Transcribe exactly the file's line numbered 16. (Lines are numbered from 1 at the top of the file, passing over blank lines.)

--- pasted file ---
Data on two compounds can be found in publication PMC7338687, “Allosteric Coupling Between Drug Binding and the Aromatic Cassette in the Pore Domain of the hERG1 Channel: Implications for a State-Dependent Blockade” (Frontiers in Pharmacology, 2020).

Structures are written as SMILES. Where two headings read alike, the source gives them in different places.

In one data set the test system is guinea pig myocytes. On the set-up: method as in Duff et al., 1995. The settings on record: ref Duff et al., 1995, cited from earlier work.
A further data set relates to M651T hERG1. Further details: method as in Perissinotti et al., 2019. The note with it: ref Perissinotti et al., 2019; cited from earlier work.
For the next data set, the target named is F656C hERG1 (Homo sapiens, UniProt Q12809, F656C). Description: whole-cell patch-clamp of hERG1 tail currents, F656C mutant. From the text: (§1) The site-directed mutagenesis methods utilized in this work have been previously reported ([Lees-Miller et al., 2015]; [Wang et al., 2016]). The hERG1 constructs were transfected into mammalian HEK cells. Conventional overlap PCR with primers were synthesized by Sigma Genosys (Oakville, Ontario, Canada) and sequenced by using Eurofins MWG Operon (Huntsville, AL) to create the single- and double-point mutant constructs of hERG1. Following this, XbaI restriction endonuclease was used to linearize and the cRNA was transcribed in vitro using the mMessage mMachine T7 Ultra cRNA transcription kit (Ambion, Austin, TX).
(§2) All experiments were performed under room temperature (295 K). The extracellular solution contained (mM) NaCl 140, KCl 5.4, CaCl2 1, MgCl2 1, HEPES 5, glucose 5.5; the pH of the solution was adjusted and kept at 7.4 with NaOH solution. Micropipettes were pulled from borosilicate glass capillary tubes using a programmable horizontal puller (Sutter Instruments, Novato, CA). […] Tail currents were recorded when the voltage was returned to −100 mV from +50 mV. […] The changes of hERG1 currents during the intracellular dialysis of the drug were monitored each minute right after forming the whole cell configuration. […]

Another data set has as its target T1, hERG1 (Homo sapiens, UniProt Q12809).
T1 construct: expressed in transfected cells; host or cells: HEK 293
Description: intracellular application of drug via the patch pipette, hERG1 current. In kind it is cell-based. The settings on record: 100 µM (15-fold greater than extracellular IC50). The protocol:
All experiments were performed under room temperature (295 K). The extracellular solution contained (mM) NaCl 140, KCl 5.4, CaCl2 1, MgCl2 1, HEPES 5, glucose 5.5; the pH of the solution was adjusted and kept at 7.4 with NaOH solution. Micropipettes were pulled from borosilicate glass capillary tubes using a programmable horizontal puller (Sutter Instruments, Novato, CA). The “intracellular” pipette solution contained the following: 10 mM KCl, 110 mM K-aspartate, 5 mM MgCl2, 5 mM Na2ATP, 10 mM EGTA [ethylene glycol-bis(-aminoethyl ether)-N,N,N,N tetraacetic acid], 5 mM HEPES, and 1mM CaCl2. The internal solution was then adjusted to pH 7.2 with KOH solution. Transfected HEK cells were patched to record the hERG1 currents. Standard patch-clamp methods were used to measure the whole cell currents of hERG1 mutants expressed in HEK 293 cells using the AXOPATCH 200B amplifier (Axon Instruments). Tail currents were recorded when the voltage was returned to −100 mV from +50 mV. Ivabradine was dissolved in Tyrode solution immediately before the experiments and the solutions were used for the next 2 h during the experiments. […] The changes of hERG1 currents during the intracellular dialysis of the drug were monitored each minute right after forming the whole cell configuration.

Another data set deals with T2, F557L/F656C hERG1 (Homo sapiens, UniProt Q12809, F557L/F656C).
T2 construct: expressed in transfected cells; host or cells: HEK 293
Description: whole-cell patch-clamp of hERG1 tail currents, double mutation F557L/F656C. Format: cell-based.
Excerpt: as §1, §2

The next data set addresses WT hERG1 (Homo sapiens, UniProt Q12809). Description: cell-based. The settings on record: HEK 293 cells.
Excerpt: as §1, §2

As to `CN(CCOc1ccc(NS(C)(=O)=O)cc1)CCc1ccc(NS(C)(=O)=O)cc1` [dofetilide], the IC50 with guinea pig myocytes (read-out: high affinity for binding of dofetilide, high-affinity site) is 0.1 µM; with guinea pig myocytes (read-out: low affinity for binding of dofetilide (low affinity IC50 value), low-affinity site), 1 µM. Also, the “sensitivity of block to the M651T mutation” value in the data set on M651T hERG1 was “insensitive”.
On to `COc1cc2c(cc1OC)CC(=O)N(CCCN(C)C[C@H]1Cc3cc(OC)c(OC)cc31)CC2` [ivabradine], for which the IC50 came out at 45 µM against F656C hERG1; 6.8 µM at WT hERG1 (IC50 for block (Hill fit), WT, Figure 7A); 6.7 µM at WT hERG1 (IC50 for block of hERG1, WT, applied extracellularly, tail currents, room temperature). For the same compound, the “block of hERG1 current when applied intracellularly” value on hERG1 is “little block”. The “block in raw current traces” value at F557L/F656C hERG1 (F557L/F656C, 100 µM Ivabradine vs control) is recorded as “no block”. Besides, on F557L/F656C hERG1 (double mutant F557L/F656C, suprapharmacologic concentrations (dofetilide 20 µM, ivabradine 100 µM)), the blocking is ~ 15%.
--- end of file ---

Excerpt: as §1, §2